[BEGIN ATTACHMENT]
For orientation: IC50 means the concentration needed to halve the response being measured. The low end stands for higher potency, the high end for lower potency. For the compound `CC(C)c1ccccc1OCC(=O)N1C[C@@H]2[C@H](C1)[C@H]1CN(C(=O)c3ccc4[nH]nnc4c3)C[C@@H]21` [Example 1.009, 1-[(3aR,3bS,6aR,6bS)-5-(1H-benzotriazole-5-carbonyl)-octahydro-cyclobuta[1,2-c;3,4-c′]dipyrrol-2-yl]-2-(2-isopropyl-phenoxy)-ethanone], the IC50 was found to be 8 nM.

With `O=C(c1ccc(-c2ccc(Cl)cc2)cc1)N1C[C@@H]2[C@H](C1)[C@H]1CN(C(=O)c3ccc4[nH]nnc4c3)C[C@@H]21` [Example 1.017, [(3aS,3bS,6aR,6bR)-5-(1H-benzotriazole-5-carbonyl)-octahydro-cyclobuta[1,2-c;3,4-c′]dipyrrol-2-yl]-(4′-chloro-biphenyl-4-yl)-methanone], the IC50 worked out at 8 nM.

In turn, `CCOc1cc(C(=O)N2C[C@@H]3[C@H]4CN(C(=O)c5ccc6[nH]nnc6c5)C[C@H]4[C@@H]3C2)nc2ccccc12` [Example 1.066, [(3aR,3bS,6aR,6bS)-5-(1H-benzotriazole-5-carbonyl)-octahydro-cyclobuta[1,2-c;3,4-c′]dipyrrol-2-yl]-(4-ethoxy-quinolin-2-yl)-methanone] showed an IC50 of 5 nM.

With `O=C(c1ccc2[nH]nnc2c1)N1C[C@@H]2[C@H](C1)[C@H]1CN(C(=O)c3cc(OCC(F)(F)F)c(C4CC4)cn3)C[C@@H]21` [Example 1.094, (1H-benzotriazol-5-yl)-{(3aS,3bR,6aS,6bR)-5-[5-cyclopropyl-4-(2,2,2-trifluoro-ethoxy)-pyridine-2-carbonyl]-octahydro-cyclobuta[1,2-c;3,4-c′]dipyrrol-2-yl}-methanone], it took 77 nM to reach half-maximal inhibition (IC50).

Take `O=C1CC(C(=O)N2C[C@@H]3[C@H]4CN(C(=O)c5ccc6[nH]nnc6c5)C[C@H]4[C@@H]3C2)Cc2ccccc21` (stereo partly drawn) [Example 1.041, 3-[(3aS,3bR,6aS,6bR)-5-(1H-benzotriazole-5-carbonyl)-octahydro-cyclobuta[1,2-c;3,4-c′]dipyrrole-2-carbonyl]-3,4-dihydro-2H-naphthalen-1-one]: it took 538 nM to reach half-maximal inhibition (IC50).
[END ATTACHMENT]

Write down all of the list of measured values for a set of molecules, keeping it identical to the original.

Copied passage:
For orientation: IC50 means the concentration needed to halve the response being measured. The low end stands for higher potency, the high end for lower potency. For the compound `CC(C)c1ccccc1OCC(=O)N1C[C@@H]2[C@H](C1)[C@H]1CN(C(=O)c3ccc4[nH]nnc4c3)C[C@@H]21` [Example 1.009, 1-[(3aR,3bS,6aR,6bS)-5-(1H-benzotriazole-5-carbonyl)-octahydro-cyclobuta[1,2-c;3,4-c′]dipyrrol-2-yl]-2-(2-isopropyl-phenoxy)-ethanone], the IC50 was found to be 8 nM.

With `O=C(c1ccc(-c2ccc(Cl)cc2)cc1)N1C[C@@H]2[C@H](C1)[C@H]1CN(C(=O)c3ccc4[nH]nnc4c3)C[C@@H]21` [Example 1.017, [(3aS,3bS,6aR,6bR)-5-(1H-benzotriazole-5-carbonyl)-octahydro-cyclobuta[1,2-c;3,4-c′]dipyrrol-2-yl]-(4′-chloro-biphenyl-4-yl)-methanone], the IC50 worked out at 8 nM.

In turn, `CCOc1cc(C(=O)N2C[C@@H]3[C@H]4CN(C(=O)c5ccc6[nH]nnc6c5)C[C@H]4[C@@H]3C2)nc2ccccc12` [Example 1.066, [(3aR,3bS,6aR,6bS)-5-(1H-benzotriazole-5-carbonyl)-octahydro-cyclobuta[1,2-c;3,4-c′]dipyrrol-2-yl]-(4-ethoxy-quinolin-2-yl)-methanone] showed an IC50 of 5 nM.

With `O=C(c1ccc2[nH]nnc2c1)N1C[C@@H]2[C@H](C1)[C@H]1CN(C(=O)c3cc(OCC(F)(F)F)c(C4CC4)cn3)C[C@@H]21` [Example 1.094, (1H-benzotriazol-5-yl)-{(3aS,3bR,6aS,6bR)-5-[5-cyclopropyl-4-(2,2,2-trifluoro-ethoxy)-pyridine-2-carbonyl]-octahydro-cyclobuta[1,2-c;3,4-c′]dipyrrol-2-yl}-methanone], it took 77 nM to reach half-maximal inhibition (IC50).

Take `O=C1CC(C(=O)N2C[C@@H]3[C@H]4CN(C(=O)c5ccc6[nH]nnc6c5)C[C@H]4[C@@H]3C2)Cc2ccccc21` (stereo partly drawn) [Example 1.041, 3-[(3aS,3bR,6aS,6bR)-5-(1H-benzotriazole-5-carbonyl)-octahydro-cyclobuta[1,2-c;3,4-c′]dipyrrole-2-carbonyl]-3,4-dihydro-2H-naphthalen-1-one]: it took 538 nM to reach half-maximal inhibition (IC50).